Dehydration Removing of water from a chemical structure. 0.38 3.69 2.82 0.067 0.118 0.094 6
Dehydrogenation Removing of hydrogen from a chemical structure. 0.56 0.69 0.62 0.080 0.086 0.083 2
Esterification Reaction of an acid with an alcohol to form an ester. 4.88 5.59 5.26 0.055 0.090 0.071 5
Hydration Addition of water in a chemical structure. 0.29 3.01 1.14 0.029 0.070 0.056 6
Hydroformylation Transformation of an olefin to an aldehyde. 3.32 5.32 4.22 0.029 0.056 0.050 5
Hydrogenation Addition of hydrogen in a chemical structure. 0.67 2.12 1.43 0.058 0.142 0.095 4
Hydrolysis Cleavage of a chemical structure using water. 1.64 1.17 1.40 0.127 0.169 0.148 2
Molecular sieve separation
Absorbance of chemical structures in the pore systems of the sieve.
0.52 0.59 0.56 0.089 0.100 0.094 2
Oxidation Addition of oxygen in a chemical structure. 0.10 3.74 0.97 0.029 0.078 0.052 7
CED vs. GWP R2 = 0 . 7 4 0 1 2 3 4 5 6 7 0 50 100 150 200
CED [MJ-eq. per kg solvent]
GWP [CO2-eq. per kg solvent]
CED vs. Ei-99 R2 = 0. 96 0 0.1 0.2 0.3 0.4 0.5 0.6 0.7 0 50 100 150 200
CED [MJ-eq. per kg solvent]
Ei-99 [EI-99 pts per kg solvent]
Fig. 6 Correlation of the CED values of the 50 selected solvents (Table1) with the results of impact assessment methods of Global Warming Potential (100a) and Eco-indicator 99 (H/A)
4 Summary, discussion, and perspectives
The present paper provides a comprehensive overview on the environmental impact of petrochemical solvent produc-tion based on a selecproduc-tion of 50 important organic solvents. To conduct the LCA, new or updated Life Cycle Inventories were established for 40 out of the 50 solvents. The inventory data differ in terms of data quality. However, about half of the solvent inventories are based on reliable data taken from technical reference books or solvent manufacturers (see data quality indicators presented in Table 1). With regard to the other solvents, assumptions and estimations were made according to the ecoinvent guidelines (Frischknecht et al.
2005; Hischier et al. 2004) to provide transparent and
reliable inventory data for these cases as well.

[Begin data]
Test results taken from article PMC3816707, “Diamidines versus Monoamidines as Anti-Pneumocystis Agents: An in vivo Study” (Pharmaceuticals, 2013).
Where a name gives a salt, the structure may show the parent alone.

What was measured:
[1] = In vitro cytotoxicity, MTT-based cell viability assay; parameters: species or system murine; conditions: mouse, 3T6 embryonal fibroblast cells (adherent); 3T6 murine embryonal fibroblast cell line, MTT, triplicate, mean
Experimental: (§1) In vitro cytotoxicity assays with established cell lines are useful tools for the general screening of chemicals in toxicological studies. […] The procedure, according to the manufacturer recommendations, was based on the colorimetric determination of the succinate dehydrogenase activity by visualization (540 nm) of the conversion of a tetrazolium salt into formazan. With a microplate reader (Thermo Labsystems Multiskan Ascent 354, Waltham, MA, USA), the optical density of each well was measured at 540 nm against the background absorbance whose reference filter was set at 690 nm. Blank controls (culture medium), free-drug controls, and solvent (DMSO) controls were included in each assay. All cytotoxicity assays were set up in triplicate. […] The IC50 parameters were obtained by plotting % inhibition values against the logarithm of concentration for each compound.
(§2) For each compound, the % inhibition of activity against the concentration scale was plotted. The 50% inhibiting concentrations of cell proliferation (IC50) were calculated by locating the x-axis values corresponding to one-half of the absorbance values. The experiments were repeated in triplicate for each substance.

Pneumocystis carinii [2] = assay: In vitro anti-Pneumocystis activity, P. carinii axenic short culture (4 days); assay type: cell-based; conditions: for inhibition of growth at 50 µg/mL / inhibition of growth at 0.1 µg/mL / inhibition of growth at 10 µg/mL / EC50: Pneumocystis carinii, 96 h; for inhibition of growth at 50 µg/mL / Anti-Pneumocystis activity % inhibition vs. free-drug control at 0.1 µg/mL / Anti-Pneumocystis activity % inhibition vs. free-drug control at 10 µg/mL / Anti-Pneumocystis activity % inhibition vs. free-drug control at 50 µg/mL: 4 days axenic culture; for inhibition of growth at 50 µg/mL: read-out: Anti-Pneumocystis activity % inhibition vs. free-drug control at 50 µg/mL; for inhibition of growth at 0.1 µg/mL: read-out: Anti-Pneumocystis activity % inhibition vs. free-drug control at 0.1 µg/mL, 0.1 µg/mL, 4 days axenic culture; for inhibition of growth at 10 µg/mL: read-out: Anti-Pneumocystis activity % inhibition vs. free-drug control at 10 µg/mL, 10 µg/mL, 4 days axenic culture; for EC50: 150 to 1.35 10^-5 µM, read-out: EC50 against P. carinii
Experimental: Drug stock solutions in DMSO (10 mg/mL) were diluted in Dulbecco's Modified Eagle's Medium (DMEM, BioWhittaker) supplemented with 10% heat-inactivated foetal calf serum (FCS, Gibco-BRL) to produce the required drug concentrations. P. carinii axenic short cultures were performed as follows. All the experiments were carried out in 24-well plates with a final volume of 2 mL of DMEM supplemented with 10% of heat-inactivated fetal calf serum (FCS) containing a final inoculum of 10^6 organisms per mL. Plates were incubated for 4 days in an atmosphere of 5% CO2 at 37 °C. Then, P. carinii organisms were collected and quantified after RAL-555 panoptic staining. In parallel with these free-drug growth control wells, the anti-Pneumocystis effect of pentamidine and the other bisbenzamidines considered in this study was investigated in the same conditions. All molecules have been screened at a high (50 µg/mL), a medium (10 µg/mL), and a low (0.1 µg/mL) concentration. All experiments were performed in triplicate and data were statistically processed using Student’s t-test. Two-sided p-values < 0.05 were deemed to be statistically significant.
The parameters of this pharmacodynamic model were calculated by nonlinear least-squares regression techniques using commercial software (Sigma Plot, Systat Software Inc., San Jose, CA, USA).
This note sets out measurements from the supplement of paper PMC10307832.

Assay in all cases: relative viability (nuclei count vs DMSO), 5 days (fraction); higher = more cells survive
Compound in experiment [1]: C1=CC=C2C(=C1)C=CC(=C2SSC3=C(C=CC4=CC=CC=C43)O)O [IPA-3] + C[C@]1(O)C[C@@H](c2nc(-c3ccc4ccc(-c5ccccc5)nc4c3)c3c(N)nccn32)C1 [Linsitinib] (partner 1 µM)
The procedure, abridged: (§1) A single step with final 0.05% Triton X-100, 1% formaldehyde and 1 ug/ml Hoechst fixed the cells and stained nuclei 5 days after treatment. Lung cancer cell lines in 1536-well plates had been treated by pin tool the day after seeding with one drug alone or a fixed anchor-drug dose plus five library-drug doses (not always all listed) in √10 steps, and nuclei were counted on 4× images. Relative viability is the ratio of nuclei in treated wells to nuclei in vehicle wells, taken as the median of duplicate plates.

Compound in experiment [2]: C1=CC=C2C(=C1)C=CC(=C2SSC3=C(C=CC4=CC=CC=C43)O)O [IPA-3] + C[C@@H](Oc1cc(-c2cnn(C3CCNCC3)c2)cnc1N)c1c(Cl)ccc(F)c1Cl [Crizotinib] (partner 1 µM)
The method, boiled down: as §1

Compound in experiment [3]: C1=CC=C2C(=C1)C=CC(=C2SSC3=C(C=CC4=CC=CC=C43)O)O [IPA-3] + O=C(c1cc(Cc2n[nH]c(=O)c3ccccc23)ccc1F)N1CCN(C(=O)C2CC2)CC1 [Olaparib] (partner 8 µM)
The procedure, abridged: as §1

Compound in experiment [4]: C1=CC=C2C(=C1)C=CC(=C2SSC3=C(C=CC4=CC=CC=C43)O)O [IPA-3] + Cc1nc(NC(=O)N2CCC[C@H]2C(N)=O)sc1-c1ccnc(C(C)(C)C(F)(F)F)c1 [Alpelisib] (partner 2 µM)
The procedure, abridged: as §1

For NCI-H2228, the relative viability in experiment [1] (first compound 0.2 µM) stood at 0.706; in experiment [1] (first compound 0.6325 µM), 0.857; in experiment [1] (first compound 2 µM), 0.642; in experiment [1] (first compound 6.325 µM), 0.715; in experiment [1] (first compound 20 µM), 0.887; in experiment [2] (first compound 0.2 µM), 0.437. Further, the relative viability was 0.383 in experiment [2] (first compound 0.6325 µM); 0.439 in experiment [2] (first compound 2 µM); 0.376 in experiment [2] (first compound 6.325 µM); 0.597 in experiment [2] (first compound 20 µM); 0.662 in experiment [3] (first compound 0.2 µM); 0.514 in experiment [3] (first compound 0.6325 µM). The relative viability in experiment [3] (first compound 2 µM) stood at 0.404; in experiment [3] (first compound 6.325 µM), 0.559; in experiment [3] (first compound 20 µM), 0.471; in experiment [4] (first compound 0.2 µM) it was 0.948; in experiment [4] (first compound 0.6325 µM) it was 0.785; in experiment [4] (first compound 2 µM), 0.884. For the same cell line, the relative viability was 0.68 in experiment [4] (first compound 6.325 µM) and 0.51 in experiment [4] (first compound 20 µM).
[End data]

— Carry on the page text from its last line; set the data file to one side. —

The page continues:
The graphical presentation of petrochemical process chains with focus on the solvent production gives a broad overview of the industrially relevant processes involved
(Figs.2,3,4and5). Such comprehensive process trees are
novel since existing diagrams of petrochemical production pathways mainly focus on the refinery and on first generation intermediates (see e.g., Chauvel and Lefebre 1989b; Asinger 1971; Schmidt and Romey 1981)). The energy profiles of the four solvent production routes allow for an identification of key processes with regard to the environmental impacts of petrochemical solvent production processes. Such key processes are the dehydration of butylene glycol to tetrahydrofuran, the carbonylation of methanol to methyl formate, the hydrogenation of acetone to methyl isobutyl ketone, and the Reppe synthesis from formaldehyd/
acetylene to butylene glycol (see Figs.2 and3).
Generally applicable results for unit processes used in
the chemical industry are presented (see Table2). Although
many unit processes show similar results, some tendencies can be identified. On the one hand, esterification and alkylation processes cause high CED values because
complex ancillaries are needed (CEDu,j of 5.26 and
3.38 MJ-eq. per mole of product, see Table 2) and
hydroformylation and carbonylation processes are
energy-intensive (CEDu,j of 4.22 and 3.2 MJ-eq. per mole of
product, see Table 2). On the other hand, in hydration,
hydrogenation, hydrolysis, and oxidation processes, ancil-laries with low CED are added to the chemical structure that result in low CED ranges for these unit processes
(CEDu,j of 0.97 to 1.43 MJ-eq. per mole of product, see
Table2). And finally, dehydrogenation and molecular sieve
separation processes seem to be energy efficient and no ancillaries are required. Therefore, these unit processes
cause the lowest increase in CED values (CEDu,j of 0.62
and 0.56 MJ-eq. per mole of product, see Table 2).
However, ranges of CEDu,j values per unit process can
vary largely, e.g., from 0.38 to 3.69 MJ-eq. per mole of product in case of dehydration processes. Such observations
indicate that the environmental impact of a process step in the petrochemical industry is, on the one hand, influenced by the general characteristic of the chemical reaction that is conducted in a unit process (e.g., addition of a specific ancillary in the chemical structure). On the other hand, particularly high amounts of input material due to low reaction yield, the use of highly complex ancillaries or energy-intensive purification steps of the product can dominate the overall result for a specific reaction. The results in this paper are a first attempt to present unit process specific environmental impacts. The determination of additional data points for all unit processes and a subsequent statistical analysis in order to derive reliable data ranges for all unit processes could be the subject of further research in this field.
Further potential applications of the presented process chains with the corresponding energy profiles as well as the unit process-specific changes in CED values are to use them as a starting point to establish Life Cycle Inventories of more complex chemicals or as approximations of additional petrochemical products and intermediates. Such approxima-tions may help to abridge the large data gap that we are still facing today when it comes to inventory data of chemicals.
Acknowledgements We gratefully acknowledge the Swiss Federal Office of Energy (Project No. 100970) and the Swiss Federal Office for the Environment’s funding of this project (Project No. 810.3189.004).